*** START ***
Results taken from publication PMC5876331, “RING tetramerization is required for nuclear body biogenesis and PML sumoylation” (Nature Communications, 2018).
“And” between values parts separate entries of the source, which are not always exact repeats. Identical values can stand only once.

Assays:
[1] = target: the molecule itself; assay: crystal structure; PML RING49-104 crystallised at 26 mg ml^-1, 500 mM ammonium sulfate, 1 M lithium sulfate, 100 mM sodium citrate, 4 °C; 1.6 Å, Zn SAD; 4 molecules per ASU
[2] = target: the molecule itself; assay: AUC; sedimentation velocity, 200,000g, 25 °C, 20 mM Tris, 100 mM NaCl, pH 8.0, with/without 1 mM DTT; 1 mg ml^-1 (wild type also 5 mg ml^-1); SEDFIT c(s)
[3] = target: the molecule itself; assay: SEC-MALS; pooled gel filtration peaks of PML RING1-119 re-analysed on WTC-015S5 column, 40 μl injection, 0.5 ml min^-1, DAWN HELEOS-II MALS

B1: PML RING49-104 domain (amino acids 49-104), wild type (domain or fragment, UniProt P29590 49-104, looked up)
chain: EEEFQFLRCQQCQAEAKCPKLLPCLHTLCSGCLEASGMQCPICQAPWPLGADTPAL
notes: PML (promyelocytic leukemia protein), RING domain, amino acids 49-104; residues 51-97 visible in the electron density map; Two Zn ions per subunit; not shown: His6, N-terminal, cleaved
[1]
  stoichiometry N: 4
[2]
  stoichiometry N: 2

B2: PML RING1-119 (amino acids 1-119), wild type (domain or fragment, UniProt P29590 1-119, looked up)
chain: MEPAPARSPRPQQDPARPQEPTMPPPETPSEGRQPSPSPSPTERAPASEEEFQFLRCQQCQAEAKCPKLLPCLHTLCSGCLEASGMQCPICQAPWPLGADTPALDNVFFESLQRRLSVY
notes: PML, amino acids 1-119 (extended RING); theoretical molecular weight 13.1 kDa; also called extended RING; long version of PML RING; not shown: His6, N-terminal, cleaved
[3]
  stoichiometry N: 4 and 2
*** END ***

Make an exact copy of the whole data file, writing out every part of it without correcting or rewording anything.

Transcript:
Results taken from publication PMC5876331, “RING tetramerization is required for nuclear body biogenesis and PML sumoylation” (Nature Communications, 2018).
“And” between values parts separate entries of the source, which are not always exact repeats. Identical values can stand only once.

Assays:
[1] = target: the molecule itself; assay: crystal structure; PML RING49-104 crystallised at 26 mg ml^-1, 500 mM ammonium sulfate, 1 M lithium sulfate, 100 mM sodium citrate, 4 °C; 1.6 Å, Zn SAD; 4 molecules per ASU
[2] = target: the molecule itself; assay: AUC; sedimentation velocity, 200,000g, 25 °C, 20 mM Tris, 100 mM NaCl, pH 8.0, with/without 1 mM DTT; 1 mg ml^-1 (wild type also 5 mg ml^-1); SEDFIT c(s)
[3] = target: the molecule itself; assay: SEC-MALS; pooled gel filtration peaks of PML RING1-119 re-analysed on WTC-015S5 column, 40 μl injection, 0.5 ml min^-1, DAWN HELEOS-II MALS

B1: PML RING49-104 domain (amino acids 49-104), wild type (domain or fragment, UniProt P29590 49-104, looked up)
chain: EEEFQFLRCQQCQAEAKCPKLLPCLHTLCSGCLEASGMQCPICQAPWPLGADTPAL
notes: PML (promyelocytic leukemia protein), RING domain, amino acids 49-104; residues 51-97 visible in the electron density map; Two Zn ions per subunit; not shown: His6, N-terminal, cleaved
[1]
  stoichiometry N: 4
[2]
  stoichiometry N: 2

B2: PML RING1-119 (amino acids 1-119), wild type (domain or fragment, UniProt P29590 1-119, looked up)
chain: MEPAPARSPRPQQDPARPQEPTMPPPETPSEGRQPSPSPSPTERAPASEEEFQFLRCQQCQAEAKCPKLLPCLHTLCSGCLEASGMQCPICQAPWPLGADTPALDNVFFESLQRRLSVY
notes: PML, amino acids 1-119 (extended RING); theoretical molecular weight 13.1 kDa; also called extended RING; long version of PML RING; not shown: His6, N-terminal, cleaved
[3]
  stoichiometry N: 4 and 2